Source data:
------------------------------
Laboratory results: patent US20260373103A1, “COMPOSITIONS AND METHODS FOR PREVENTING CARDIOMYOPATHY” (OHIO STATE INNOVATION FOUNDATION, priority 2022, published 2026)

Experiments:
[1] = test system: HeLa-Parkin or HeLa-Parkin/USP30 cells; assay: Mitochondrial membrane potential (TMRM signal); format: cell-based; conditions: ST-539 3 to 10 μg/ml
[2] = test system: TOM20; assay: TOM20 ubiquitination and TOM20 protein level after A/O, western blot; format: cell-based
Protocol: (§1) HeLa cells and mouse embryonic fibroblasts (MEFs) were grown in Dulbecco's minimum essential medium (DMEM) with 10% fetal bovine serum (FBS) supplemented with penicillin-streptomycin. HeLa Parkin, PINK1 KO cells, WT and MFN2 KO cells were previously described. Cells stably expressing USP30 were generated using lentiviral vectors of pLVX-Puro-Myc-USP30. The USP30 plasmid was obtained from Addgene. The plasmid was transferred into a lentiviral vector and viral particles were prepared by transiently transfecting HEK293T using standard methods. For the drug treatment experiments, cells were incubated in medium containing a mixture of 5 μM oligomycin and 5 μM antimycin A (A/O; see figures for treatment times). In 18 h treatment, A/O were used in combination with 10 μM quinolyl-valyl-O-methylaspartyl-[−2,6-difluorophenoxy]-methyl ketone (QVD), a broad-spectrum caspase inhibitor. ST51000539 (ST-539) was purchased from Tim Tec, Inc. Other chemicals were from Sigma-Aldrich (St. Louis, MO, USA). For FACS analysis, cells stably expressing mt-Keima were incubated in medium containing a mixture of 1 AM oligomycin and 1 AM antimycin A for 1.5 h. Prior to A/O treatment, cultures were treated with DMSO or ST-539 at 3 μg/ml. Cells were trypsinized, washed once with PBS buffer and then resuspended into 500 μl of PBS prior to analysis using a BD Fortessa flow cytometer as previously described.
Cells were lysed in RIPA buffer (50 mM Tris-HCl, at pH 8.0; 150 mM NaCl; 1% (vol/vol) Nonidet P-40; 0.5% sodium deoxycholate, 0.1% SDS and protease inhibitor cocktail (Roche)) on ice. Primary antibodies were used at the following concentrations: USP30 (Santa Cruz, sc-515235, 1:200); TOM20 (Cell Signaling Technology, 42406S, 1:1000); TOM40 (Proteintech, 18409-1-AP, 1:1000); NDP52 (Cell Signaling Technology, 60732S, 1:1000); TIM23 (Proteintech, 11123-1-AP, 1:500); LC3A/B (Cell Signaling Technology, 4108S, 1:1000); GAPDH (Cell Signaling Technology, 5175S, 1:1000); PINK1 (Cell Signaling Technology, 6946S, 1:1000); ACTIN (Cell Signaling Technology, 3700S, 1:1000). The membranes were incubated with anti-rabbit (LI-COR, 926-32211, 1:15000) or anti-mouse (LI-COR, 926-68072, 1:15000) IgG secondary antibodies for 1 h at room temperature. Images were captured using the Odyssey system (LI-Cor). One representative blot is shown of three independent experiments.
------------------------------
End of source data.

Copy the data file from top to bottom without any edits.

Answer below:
Laboratory results: patent US20260373103A1, “COMPOSITIONS AND METHODS FOR PREVENTING CARDIOMYOPATHY” (OHIO STATE INNOVATION FOUNDATION, priority 2022, published 2026)

Experiments:
[1] = test system: HeLa-Parkin or HeLa-Parkin/USP30 cells; assay: Mitochondrial membrane potential (TMRM signal); format: cell-based; conditions: ST-539 3 to 10 μg/ml
[2] = test system: TOM20; assay: TOM20 ubiquitination and TOM20 protein level after A/O, western blot; format: cell-based
Protocol: (§1) HeLa cells and mouse embryonic fibroblasts (MEFs) were grown in Dulbecco's minimum essential medium (DMEM) with 10% fetal bovine serum (FBS) supplemented with penicillin-streptomycin. HeLa Parkin, PINK1 KO cells, WT and MFN2 KO cells were previously described. Cells stably expressing USP30 were generated using lentiviral vectors of pLVX-Puro-Myc-USP30. The USP30 plasmid was obtained from Addgene. The plasmid was transferred into a lentiviral vector and viral particles were prepared by transiently transfecting HEK293T using standard methods. For the drug treatment experiments, cells were incubated in medium containing a mixture of 5 μM oligomycin and 5 μM antimycin A (A/O; see figures for treatment times). In 18 h treatment, A/O were used in combination with 10 μM quinolyl-valyl-O-methylaspartyl-[−2,6-difluorophenoxy]-methyl ketone (QVD), a broad-spectrum caspase inhibitor. ST51000539 (ST-539) was purchased from Tim Tec, Inc. Other chemicals were from Sigma-Aldrich (St. Louis, MO, USA). For FACS analysis, cells stably expressing mt-Keima were incubated in medium containing a mixture of 1 AM oligomycin and 1 AM antimycin A for 1.5 h. Prior to A/O treatment, cultures were treated with DMSO or ST-539 at 3 μg/ml. Cells were trypsinized, washed once with PBS buffer and then resuspended into 500 μl of PBS prior to analysis using a BD Fortessa flow cytometer as previously described.
Cells were lysed in RIPA buffer (50 mM Tris-HCl, at pH 8.0; 150 mM NaCl; 1% (vol/vol) Nonidet P-40; 0.5% sodium deoxycholate, 0.1% SDS and protease inhibitor cocktail (Roche)) on ice. Primary antibodies were used at the following concentrations: USP30 (Santa Cruz, sc-515235, 1:200); TOM20 (Cell Signaling Technology, 42406S, 1:1000); TOM40 (Proteintech, 18409-1-AP, 1:1000); NDP52 (Cell Signaling Technology, 60732S, 1:1000); TIM23 (Proteintech, 11123-1-AP, 1:500); LC3A/B (Cell Signaling Technology, 4108S, 1:1000); GAPDH (Cell Signaling Technology, 5175S, 1:1000); PINK1 (Cell Signaling Technology, 6946S, 1:1000); ACTIN (Cell Signaling Technology, 3700S, 1:1000). The membranes were incubated with anti-rabbit (LI-COR, 926-32211, 1:15000) or anti-mouse (LI-COR, 926-68072, 1:15000) IgG secondary antibodies for 1 h at room temperature. Images were captured using the Odyssey system (LI-Cor). One representative blot is shown of three independent experiments.